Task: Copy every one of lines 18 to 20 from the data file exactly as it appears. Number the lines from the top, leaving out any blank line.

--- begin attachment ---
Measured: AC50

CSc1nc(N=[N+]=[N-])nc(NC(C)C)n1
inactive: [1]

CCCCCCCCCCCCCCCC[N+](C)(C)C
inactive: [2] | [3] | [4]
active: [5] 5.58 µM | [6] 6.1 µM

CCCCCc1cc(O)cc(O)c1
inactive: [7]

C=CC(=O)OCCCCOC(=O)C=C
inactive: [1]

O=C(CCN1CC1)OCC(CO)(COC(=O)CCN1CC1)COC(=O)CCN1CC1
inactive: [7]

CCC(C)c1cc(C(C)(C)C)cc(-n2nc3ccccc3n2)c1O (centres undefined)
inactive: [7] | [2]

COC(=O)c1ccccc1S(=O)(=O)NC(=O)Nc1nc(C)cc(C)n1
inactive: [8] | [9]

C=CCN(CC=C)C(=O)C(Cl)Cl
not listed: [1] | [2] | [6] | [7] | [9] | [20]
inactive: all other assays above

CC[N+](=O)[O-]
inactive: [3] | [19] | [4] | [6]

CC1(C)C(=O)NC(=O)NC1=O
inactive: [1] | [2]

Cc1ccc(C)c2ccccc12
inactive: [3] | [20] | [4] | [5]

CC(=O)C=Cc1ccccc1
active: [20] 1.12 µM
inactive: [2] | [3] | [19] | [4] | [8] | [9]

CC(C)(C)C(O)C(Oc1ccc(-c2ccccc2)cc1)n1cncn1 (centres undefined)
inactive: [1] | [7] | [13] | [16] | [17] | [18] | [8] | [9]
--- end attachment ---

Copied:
not listed: [1] | [2] | [6] | [7] | [9] | [20]
inactive: all other assays above

CC[N+](=O)[O-]